Friday, February 2, 2018

"Rural Surprise" in the Des Moines Register

The Des Moines Register ran the headline "Rural Surprise" on the front page of its print edition, but when I sought the story online, I found most prominently a series of videos featuring six millennial business owners in New Providence, population 228, in the central part of the state.   The businesses include a flower shop, hardware store, photography studio, a cabinet maker, a trucking company, and district manager for a seed company, all started by men and women in their 20s and 30s.  

The accompanying story reads, in part:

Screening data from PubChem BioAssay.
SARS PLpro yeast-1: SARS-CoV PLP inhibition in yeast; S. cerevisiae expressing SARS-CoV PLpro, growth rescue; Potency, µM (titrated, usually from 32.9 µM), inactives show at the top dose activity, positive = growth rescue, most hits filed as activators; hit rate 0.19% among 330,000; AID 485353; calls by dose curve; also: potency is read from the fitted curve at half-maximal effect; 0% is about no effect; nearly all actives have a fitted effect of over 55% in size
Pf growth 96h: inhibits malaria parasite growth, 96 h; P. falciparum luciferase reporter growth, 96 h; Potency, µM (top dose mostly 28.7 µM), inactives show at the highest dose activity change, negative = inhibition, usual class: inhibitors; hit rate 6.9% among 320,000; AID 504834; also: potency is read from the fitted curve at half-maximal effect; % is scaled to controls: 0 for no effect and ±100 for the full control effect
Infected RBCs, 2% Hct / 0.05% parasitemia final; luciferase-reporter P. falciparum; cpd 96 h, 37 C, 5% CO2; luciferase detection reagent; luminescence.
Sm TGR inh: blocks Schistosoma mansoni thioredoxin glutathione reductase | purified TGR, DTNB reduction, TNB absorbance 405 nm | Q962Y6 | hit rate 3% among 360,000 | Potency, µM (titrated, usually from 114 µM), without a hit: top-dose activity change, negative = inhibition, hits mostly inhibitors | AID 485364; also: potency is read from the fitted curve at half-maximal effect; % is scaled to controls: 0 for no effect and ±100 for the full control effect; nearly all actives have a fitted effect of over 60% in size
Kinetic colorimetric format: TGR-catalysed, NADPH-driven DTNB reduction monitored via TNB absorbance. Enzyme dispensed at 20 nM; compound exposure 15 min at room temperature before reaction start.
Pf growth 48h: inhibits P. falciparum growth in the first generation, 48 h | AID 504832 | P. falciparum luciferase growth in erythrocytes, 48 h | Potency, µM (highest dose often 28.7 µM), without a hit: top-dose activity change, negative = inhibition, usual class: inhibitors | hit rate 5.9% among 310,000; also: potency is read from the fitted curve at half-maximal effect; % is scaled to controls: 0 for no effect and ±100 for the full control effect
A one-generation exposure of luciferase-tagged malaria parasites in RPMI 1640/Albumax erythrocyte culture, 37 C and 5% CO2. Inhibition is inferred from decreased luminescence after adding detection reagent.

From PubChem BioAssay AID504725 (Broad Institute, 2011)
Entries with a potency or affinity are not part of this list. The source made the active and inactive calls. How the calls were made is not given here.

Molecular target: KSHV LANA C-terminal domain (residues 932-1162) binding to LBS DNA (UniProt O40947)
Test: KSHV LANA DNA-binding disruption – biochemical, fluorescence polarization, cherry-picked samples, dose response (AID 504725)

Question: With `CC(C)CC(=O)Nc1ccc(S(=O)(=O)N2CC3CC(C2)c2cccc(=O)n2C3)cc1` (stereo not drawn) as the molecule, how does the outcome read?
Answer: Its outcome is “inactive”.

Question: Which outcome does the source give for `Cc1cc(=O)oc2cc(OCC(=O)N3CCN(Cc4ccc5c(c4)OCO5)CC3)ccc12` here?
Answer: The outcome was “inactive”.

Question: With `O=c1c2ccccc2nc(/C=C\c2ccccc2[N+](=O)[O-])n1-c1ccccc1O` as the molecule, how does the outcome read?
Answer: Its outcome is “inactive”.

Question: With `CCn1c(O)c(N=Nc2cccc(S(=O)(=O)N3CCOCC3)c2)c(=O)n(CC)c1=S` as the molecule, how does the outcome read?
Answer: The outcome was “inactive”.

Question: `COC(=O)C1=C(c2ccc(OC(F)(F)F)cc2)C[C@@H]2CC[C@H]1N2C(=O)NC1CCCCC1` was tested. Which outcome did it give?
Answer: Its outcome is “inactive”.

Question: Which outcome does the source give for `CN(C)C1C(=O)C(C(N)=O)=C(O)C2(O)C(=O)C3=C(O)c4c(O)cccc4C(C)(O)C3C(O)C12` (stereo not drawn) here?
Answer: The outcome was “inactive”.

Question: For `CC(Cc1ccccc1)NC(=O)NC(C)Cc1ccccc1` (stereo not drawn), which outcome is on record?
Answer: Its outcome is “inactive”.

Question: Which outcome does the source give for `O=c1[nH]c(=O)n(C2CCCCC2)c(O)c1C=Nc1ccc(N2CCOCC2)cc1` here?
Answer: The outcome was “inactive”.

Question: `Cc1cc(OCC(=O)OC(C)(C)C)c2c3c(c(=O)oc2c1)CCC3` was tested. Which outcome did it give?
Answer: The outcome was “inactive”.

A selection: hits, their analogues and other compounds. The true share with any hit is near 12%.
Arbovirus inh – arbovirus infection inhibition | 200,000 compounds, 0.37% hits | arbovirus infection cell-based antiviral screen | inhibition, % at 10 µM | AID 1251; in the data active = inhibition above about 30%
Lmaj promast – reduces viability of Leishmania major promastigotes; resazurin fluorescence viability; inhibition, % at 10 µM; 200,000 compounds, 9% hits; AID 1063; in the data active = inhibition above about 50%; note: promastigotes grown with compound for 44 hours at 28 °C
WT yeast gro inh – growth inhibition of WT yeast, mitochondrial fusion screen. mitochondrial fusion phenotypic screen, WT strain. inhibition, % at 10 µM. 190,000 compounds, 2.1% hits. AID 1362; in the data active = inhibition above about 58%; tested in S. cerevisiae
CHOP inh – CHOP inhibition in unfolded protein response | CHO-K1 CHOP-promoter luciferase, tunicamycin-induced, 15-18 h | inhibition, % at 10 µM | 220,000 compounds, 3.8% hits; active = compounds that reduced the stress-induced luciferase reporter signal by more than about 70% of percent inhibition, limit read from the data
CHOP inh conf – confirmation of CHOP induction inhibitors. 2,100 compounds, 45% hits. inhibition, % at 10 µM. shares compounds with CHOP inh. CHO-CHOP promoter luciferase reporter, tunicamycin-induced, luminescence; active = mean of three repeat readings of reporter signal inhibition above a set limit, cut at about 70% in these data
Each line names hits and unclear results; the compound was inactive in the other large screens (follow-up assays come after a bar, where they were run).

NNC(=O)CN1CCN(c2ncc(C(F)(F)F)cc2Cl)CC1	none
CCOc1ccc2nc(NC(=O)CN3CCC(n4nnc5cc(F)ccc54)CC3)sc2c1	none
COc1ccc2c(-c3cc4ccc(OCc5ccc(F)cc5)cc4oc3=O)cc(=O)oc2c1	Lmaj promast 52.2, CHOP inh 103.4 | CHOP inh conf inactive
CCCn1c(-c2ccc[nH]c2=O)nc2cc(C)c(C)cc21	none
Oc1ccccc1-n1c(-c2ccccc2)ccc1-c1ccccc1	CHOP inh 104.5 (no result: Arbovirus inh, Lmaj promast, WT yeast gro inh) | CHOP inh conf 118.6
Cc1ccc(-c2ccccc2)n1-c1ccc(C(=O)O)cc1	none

But this isn’t a column about rural neglect and decay. It’s about the new — the surprisingly vibrant business community in this tiny town of 230 people whose downtown anchor is a 154-year-old retail store.

Speck can step outside his front door, glance in every direction and see a business district full of young talent: Ali in her flower shop, Blake with sawdust billowing out of his wood shop and a roadside sign down the street for Slade’s seed dealership. 
Believe it or not, Speck is one of a half-dozen entrepreneurs in their 20s and 30s who in recent years have forged a millennial business backbone for New Providence.

It takes the combined ages of all six — 174 total years — to surpass the length of time Speck’s hardware store has stood in New Providence.
 New Providence Hardware is said to be the oldest hardware store in Iowa. 

No comments: